What is keratosis pilaris?

Keratosis pilaris is a benign skin condition that is sometimes referred to as “chicken skin” or KP. People with keratosis pilaris notice small, painless bumps on their skin around hair follicles. These bumps may have a red, brown, or white color or may be skin-colored.

It is so common that it is considered by many dermatologists to be a skin type rather than a medical condition. It is seen most commonly in families with a history of eczema, allergies and asthma. About 50-80% of teenagers and 40% of adults will develop these bumps at some point during their life. The bumps are most often found on the upper arms, but they can appear elsewhere on the body. Sometimes they appear on the cheeks, legs or buttocks.

Who is most likely to develop keratosis pilaris?

This condition is more common in younger people and often worsens around puberty. Babies and teenagers are especially prone to keratosis pilaris.

You may be more likely to experience keratosis pilaris if you have:

  • Fair or light skin
  • Certain other skin conditions, such as eczema or ichthyosis vulgaris (a genetic condition marked by dead skin cells that look like fish scales)
  • Asthma (a chronic disease that causes breathing problems from inflamed airways)
  • Obesity or are overweight

What causes keratosis pilaris?

Keratosis pilaris bumps are collections of dead skin cells. They’re sometimes mistaken for clusters of small pimples. Keratosis pilaris bumps emerge when dead skin cells clog your pores or hair follicles instead of flaking off.

Doctors don’t know why some people are affected by this condition, while others aren’t. There may be a genetic component, meaning the answer could lie in your family’s genes.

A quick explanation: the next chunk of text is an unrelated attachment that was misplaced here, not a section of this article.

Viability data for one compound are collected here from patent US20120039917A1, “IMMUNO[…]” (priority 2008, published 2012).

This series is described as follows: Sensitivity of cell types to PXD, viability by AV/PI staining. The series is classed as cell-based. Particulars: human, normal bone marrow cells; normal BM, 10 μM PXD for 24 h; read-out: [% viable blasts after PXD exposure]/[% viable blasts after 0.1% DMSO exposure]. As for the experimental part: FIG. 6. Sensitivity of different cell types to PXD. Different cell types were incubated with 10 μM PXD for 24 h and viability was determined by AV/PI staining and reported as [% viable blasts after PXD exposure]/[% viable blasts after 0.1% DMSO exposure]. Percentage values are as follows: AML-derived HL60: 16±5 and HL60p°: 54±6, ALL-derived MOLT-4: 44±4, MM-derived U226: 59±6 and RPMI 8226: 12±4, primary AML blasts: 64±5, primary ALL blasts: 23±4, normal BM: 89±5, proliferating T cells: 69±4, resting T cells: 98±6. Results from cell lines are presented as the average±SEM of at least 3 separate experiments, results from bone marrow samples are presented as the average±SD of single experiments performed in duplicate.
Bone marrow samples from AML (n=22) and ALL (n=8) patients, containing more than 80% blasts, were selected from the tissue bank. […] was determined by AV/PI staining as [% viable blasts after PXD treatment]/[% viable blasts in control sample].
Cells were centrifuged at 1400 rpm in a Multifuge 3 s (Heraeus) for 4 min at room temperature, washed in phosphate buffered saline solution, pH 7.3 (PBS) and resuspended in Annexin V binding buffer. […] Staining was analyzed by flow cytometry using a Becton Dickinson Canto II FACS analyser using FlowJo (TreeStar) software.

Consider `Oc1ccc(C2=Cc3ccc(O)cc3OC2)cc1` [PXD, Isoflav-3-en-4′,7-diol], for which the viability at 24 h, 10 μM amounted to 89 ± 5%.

People with certain skin conditions like eczema are more likely to get keratosis pilaris. Eczema is a common chronic condition that causes red, itchy skin patches that come and go over time.

Keratosis pilaris is not contagious. Of the many different types of skin bumps and growths, keratosis pilaris is harmless.

What are the most common keratosis pilaris symptoms?

Groupings of tiny, rough, sometimes discolored bumps are the main feature of keratosis pilaris. Most patients notice the appearance of the bumps, but never have any symptoms related to them. Patients with keratosis pilaris may experience:

  • Itchy or dry skin, especially on the backs of the upper arms, the legs or the buttocks.
  • Irritation of the bumps that causes them to become more red and noticeable, known as frictional lichenoid dermatitis.
  • Rough, sandpaper-like skin where the bumps appear.
  • Worsening when the air is drier (such as in winter months).

Some of these symptoms – like itchy, dry skin – can be caused by other conditions. People may have similar symptoms related to eczema, psoriasis, allergies, or fungal infections. If you are concerned about your symptoms, or if they linger, it’s a good idea to check with a doctor.

Last reviewed by a Cleveland Clinic medical professional on 03/29/2018.

References

  • American Academy of Dermatology. Keratosis pilaris. Accessed 4/10/2018.
  • American Osteopathic College of Dermatology. Keratosis Pilaris. Accessed 4/10/2018.
  • Marqueling AL, Gilliam AE, Prendiville J, et al. Keratosis Pilaris Rubra: A Common but Underrecognized Condition. Arch Dermatol. 2006;142(12):1611-1616.

Cleveland Clinic is a non-profit academic medical center. Advertising on our site helps support our mission. We do not endorse non-Cleveland Clinic products or services. Policy